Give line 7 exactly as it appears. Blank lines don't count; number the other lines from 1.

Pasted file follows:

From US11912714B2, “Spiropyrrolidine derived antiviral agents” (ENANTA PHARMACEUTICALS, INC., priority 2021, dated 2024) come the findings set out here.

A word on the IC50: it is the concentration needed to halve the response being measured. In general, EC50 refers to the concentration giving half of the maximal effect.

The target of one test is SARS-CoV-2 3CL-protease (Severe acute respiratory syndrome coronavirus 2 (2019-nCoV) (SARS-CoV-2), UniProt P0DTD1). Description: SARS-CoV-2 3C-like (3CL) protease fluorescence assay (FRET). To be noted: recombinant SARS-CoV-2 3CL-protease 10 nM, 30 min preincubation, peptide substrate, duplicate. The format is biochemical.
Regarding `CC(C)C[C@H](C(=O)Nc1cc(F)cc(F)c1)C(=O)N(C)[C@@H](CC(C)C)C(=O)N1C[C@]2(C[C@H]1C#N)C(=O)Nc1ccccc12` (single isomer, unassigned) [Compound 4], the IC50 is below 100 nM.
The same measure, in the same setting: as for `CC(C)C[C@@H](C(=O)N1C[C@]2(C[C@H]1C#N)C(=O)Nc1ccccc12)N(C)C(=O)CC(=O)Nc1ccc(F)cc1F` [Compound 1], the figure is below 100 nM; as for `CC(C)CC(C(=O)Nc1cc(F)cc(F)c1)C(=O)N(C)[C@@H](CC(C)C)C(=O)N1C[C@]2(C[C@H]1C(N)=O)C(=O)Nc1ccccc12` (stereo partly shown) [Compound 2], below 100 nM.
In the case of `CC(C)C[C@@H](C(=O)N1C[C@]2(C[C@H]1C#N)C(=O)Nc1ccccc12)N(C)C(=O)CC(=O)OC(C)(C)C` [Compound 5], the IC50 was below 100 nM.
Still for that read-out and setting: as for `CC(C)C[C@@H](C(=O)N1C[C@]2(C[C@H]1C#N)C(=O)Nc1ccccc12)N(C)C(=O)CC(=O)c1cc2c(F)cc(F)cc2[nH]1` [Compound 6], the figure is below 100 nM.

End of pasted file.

Still for that read-out and setting: as for `CC(C)C[C@@H](C(=O)N1C[C@]2(C[C@H]1C#N)C(=O)Nc1ccccc12)N(C)C(=O)CC(=O)c1cc2c(F)cc(F)cc2[nH]1` [Compound 6], the figure is below 100 nM.